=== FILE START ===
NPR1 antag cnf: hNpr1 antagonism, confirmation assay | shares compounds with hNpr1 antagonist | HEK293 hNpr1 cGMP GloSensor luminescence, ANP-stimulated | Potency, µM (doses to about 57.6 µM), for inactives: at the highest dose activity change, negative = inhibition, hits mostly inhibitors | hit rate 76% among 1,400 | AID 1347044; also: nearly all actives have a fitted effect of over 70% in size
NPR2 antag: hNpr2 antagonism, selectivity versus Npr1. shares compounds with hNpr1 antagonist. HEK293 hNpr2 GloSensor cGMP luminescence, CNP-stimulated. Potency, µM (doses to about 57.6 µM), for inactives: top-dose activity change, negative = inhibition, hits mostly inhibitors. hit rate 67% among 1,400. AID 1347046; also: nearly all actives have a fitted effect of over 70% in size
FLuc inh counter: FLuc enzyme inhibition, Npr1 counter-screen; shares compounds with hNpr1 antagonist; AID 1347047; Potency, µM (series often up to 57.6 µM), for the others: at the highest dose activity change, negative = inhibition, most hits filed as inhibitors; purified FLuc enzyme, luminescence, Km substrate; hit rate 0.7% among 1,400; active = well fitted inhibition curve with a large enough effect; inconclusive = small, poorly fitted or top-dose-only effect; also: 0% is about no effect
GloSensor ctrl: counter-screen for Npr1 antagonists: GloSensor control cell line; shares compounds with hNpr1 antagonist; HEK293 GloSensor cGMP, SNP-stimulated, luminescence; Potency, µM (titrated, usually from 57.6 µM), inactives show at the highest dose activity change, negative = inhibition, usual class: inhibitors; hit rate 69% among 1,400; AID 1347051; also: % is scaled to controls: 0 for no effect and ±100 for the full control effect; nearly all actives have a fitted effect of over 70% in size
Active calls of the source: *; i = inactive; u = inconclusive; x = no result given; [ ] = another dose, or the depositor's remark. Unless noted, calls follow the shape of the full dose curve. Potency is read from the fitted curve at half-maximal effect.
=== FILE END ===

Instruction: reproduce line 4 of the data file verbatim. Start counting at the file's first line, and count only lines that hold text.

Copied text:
GloSensor ctrl: counter-screen for Npr1 antagonists: GloSensor control cell line; shares compounds with hNpr1 antagonist; HEK293 GloSensor cGMP, SNP-stimulated, luminescence; Potency, µM (titrated, usually from 57.6 µM), inactives show at the highest dose activity change, negative = inhibition, usual class: inhibitors; hit rate 69% among 1,400; AID 1347051; also: % is scaled to controls: 0 for no effect and ±100 for the full control effect; nearly all actives have a fitted effect of over 70% in size